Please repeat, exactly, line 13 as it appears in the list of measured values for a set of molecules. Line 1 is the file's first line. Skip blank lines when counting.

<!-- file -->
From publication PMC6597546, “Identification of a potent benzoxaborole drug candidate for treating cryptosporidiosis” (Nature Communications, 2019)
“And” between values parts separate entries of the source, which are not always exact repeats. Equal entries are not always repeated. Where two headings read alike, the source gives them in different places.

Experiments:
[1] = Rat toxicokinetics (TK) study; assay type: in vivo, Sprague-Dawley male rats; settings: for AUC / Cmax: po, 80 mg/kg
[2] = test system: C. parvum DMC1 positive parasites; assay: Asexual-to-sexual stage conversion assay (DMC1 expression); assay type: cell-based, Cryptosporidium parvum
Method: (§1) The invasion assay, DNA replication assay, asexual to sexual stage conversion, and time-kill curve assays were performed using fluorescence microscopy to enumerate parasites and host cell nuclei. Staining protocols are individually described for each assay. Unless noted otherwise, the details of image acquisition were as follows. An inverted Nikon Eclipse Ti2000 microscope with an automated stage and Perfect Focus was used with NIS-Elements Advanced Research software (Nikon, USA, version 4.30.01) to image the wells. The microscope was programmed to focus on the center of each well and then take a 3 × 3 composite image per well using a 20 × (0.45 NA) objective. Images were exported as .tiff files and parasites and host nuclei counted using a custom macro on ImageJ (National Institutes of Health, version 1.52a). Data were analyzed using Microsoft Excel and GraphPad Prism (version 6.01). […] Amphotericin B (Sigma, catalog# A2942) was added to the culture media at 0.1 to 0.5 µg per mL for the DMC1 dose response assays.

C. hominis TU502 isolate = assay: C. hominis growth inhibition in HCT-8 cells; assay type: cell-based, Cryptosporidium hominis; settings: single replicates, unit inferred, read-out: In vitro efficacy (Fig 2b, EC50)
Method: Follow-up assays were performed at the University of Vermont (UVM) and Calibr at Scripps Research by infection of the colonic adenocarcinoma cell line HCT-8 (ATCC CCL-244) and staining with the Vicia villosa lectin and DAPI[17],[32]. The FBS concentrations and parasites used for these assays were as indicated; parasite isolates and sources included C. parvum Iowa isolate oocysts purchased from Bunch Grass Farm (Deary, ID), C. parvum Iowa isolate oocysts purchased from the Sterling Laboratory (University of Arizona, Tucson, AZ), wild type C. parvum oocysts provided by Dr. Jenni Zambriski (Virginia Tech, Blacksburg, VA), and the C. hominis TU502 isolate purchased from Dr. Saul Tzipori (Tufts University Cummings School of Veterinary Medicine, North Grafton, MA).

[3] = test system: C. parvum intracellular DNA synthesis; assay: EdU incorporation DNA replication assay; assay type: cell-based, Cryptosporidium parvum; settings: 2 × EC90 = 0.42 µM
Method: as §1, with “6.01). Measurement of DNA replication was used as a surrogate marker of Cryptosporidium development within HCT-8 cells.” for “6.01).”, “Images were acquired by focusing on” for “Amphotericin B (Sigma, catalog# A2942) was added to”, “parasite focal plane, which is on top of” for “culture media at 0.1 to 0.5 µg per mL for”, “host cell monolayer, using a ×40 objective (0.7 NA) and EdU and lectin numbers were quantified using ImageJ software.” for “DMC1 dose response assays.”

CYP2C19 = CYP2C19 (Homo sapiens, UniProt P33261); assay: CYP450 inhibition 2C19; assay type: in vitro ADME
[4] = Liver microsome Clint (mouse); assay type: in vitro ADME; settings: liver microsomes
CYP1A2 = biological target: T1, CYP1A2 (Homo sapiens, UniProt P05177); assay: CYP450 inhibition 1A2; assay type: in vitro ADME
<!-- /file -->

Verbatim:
CYP1A2 = biological target: T1, CYP1A2 (Homo sapiens, UniProt P05177); assay: CYP450 inhibition 1A2; assay type: in vitro ADME